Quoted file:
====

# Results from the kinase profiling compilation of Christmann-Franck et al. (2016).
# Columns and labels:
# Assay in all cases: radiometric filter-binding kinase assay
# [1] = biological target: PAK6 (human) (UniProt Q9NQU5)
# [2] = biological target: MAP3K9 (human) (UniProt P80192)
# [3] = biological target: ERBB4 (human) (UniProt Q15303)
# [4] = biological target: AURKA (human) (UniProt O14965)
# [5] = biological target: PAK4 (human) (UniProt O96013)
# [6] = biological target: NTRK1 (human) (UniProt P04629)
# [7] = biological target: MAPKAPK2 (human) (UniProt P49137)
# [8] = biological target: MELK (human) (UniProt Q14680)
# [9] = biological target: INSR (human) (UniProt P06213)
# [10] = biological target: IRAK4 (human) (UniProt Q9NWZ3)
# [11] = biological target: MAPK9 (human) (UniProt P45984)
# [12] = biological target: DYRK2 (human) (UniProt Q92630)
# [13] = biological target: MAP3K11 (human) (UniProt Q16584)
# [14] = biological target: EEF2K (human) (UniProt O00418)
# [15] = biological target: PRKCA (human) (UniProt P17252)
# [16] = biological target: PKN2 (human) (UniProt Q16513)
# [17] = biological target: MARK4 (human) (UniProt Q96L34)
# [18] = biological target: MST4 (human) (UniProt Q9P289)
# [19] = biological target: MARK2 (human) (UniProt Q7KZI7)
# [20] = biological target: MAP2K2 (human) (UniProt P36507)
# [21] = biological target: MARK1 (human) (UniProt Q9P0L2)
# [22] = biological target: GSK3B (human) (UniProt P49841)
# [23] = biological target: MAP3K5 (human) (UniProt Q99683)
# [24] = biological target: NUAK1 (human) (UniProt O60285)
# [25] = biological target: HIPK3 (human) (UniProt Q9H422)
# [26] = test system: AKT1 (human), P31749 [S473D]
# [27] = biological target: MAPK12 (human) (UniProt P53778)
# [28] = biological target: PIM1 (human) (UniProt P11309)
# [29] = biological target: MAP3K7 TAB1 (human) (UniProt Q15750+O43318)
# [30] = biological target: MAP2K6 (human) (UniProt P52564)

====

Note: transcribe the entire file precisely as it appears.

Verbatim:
# Results from the kinase profiling compilation of Christmann-Franck et al. (2016).
# Columns and labels:
# Assay in all cases: radiometric filter-binding kinase assay
# [1] = biological target: PAK6 (human) (UniProt Q9NQU5)
# [2] = biological target: MAP3K9 (human) (UniProt P80192)
# [3] = biological target: ERBB4 (human) (UniProt Q15303)
# [4] = biological target: AURKA (human) (UniProt O14965)
# [5] = biological target: PAK4 (human) (UniProt O96013)
# [6] = biological target: NTRK1 (human) (UniProt P04629)
# [7] = biological target: MAPKAPK2 (human) (UniProt P49137)
# [8] = biological target: MELK (human) (UniProt Q14680)
# [9] = biological target: INSR (human) (UniProt P06213)
# [10] = biological target: IRAK4 (human) (UniProt Q9NWZ3)
# [11] = biological target: MAPK9 (human) (UniProt P45984)
# [12] = biological target: DYRK2 (human) (UniProt Q92630)
# [13] = biological target: MAP3K11 (human) (UniProt Q16584)
# [14] = biological target: EEF2K (human) (UniProt O00418)
# [15] = biological target: PRKCA (human) (UniProt P17252)
# [16] = biological target: PKN2 (human) (UniProt Q16513)
# [17] = biological target: MARK4 (human) (UniProt Q96L34)
# [18] = biological target: MST4 (human) (UniProt Q9P289)
# [19] = biological target: MARK2 (human) (UniProt Q7KZI7)
# [20] = biological target: MAP2K2 (human) (UniProt P36507)
# [21] = biological target: MARK1 (human) (UniProt Q9P0L2)
# [22] = biological target: GSK3B (human) (UniProt P49841)
# [23] = biological target: MAP3K5 (human) (UniProt Q99683)
# [24] = biological target: NUAK1 (human) (UniProt O60285)
# [25] = biological target: HIPK3 (human) (UniProt Q9H422)
# [26] = test system: AKT1 (human), P31749 [S473D]
# [27] = biological target: MAPK12 (human) (UniProt P53778)
# [28] = biological target: PIM1 (human) (UniProt P11309)
# [29] = biological target: MAP3K7 TAB1 (human) (UniProt Q15750+O43318)
# [30] = biological target: MAP2K6 (human) (UniProt P52564)